These tools were married to the company's FogLight physical system management tools, which Quest acquired in 2000. Quest also bought Provision Networks for its virtual desktop monitoring utilities in 2007, and ChangeBase last October for its tools to babysit application virtualisation and virtual desktop infrastructure (VDI) setups driven from servers. The company also sells the popular Toad database manager as well as NetVault backup, vRanger virtual machine replication, FogLight application performance monitors, a suite of Windows Server management tools, Quest One user identity and access management and Quest Workspace.
This stack of software represents about 72 per cent of Dell's software revenues, based on the 2011 revenue stream, once the deal closes. And importantly for the Texan tech titan, this enterprise software segment has a $30bn addressable market that is projected to grow at a 10 per cent compound annual growth rate between now and the end of Dell's fiscal 2016 year.
Update: In a conference call with Wall Street analysts to go over the deal, Brian Gladden, Dell's CFO, said that the deal had been approved by the boards of both companies and pending regulatory and Quest shareholder approval, the acquisition of Quest should close sometime in Dell's third quarter, which ends in November.
Gladden said that more than half of Quest's revenues were recurring maintenance or licensing fees, and that in addition to the software experts and broad portfolio, Quest also brought Dell 4,000 channel partners who pushed about 40 to 45 per cent of Quest's sales in 2011. Dell has 20,000 direct sales people and 100,000 channel partners, but it is the direct sales and channel partners of the acquired Quest that will be the foundation for the Dell software biz going forward. Dell is, of course, counting on significant cross-selling and up-selling across its broader sales team and channel to help push Quest products.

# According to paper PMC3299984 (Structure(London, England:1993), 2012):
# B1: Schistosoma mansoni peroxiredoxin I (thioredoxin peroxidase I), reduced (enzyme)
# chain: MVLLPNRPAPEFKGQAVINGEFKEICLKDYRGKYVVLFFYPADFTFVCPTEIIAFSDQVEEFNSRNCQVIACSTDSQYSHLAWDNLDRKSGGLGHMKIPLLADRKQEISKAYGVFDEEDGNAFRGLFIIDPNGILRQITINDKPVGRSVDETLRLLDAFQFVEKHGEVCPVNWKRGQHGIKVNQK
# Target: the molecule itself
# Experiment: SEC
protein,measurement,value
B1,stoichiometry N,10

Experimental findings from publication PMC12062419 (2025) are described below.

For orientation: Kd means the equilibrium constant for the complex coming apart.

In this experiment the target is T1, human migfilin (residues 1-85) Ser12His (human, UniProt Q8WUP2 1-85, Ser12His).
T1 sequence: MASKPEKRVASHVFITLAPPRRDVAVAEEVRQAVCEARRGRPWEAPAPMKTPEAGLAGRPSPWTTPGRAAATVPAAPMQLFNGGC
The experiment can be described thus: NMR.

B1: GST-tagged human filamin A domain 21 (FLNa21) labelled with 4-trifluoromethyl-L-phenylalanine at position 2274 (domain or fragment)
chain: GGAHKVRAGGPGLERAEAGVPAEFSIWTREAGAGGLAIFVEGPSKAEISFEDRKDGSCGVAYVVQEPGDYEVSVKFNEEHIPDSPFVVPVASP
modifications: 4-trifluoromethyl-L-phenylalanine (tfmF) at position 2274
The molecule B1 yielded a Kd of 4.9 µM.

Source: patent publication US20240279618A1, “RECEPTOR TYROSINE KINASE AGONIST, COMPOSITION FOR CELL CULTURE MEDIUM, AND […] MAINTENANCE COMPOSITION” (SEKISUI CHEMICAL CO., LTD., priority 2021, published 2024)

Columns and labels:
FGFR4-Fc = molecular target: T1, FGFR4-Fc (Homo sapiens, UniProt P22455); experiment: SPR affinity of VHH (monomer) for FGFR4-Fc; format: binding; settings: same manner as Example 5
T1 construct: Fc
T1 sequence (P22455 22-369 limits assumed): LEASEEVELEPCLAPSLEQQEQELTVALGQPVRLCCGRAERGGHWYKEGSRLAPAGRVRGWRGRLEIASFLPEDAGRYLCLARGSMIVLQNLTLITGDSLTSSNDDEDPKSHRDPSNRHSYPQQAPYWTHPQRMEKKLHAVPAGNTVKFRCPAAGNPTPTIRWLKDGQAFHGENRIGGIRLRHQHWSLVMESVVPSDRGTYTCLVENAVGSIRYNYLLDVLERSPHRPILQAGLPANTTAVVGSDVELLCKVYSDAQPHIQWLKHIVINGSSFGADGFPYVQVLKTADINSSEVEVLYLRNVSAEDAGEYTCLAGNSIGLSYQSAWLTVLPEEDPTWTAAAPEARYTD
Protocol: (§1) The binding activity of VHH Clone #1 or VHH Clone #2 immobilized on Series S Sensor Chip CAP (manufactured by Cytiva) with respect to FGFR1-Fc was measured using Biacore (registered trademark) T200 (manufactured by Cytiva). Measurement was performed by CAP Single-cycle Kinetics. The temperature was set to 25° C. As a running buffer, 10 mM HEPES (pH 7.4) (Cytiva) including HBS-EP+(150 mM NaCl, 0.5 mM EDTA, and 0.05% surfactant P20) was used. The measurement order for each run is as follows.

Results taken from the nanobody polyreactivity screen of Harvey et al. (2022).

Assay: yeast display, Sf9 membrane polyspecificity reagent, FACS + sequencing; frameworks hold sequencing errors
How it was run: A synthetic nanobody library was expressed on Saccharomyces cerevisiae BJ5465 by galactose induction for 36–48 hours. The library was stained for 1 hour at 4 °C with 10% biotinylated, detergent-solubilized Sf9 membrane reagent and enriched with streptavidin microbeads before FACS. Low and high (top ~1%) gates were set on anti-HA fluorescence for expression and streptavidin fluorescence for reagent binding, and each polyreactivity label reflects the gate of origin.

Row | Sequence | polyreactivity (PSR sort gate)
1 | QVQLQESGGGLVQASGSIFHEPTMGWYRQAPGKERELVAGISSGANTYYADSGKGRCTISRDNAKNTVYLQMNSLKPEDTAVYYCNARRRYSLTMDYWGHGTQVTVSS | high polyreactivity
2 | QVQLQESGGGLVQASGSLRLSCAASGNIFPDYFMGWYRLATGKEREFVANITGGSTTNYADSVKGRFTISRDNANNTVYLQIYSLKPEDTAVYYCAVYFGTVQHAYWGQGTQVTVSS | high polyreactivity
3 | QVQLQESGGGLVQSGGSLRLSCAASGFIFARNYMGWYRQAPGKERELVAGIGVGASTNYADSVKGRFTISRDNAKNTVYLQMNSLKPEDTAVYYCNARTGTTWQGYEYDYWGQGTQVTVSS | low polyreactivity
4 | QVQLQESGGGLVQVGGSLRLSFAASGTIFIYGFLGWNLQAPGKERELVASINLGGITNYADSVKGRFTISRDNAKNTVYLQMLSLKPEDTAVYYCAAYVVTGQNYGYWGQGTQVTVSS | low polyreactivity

Vinny Smith, CEO at Quest, said that 2011 was "a bumpy year for sure" at Quest, with its revenues impacted by the earthquake and tsunami in Japan as well as by some product transitions. Moreover, after a slow 2009, 2010 was a bumper year and made for a tough compare, which is why when you extract Quest's own acquisitions in last year as well as the effect of currency on its sales the company's software license sales actually dropped. But the first quarter is back to the normal 8 to 10 per cent average revenue growth that Quest enjoyed over the first decade in the 2000s.
Lining up the Dell and Quest software stacks